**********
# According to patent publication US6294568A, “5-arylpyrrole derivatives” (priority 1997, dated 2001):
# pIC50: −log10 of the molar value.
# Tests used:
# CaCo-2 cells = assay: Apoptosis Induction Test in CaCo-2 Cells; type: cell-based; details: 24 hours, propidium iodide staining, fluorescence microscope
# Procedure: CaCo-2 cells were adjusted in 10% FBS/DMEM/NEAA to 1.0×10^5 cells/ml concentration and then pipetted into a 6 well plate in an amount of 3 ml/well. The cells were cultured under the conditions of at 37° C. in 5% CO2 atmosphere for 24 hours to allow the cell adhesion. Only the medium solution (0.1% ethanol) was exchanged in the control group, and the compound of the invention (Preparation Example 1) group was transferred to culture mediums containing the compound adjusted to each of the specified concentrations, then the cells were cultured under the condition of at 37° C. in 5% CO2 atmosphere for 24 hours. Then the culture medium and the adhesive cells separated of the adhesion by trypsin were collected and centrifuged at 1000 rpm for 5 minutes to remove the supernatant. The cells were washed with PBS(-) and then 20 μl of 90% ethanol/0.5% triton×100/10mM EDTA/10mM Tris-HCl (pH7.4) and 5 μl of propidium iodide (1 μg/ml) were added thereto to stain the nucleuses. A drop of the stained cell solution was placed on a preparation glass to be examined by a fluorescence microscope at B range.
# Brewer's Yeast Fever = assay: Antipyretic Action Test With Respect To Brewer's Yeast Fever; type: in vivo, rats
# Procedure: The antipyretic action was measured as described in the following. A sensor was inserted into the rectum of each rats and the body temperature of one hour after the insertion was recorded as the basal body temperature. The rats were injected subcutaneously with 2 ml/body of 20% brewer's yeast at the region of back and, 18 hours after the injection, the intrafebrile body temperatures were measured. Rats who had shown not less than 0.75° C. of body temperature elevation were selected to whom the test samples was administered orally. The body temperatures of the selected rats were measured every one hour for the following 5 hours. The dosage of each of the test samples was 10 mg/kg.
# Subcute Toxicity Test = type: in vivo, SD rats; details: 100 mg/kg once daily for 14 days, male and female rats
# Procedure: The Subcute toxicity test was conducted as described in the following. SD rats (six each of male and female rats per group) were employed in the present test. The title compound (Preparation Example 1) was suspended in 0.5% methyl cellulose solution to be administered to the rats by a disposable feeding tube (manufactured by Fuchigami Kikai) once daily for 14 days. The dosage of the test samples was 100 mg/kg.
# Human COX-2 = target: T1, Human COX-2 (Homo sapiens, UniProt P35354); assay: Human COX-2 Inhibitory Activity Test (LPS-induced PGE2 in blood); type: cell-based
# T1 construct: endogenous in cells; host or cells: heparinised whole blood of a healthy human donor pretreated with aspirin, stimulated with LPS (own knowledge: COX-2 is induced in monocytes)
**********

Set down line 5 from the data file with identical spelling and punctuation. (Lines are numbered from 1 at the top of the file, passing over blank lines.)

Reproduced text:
# Procedure: CaCo-2 cells were adjusted in 10% FBS/DMEM/NEAA to 1.0×10^5 cells/ml concentration and then pipetted into a 6 well plate in an amount of 3 ml/well. The cells were cultured under the conditions of at 37° C. in 5% CO2 atmosphere for 24 hours to allow the cell adhesion. Only the medium solution (0.1% ethanol) was exchanged in the control group, and the compound of the invention (Preparation Example 1) group was transferred to culture mediums containing the compound adjusted to each of the specified concentrations, then the cells were cultured under the condition of at 37° C. in 5% CO2 atmosphere for 24 hours. Then the culture medium and the adhesive cells separated of the adhesion by trypsin were collected and centrifuged at 1000 rpm for 5 minutes to remove the supernatant. The cells were washed with PBS(-) and then 20 μl of 90% ethanol/0.5% triton×100/10mM EDTA/10mM Tris-HCl (pH7.4) and 5 μl of propidium iodide (1 μg/ml) were added thereto to stain the nucleuses. A drop of the stained cell solution was placed on a preparation glass to be examined by a fluorescence microscope at B range.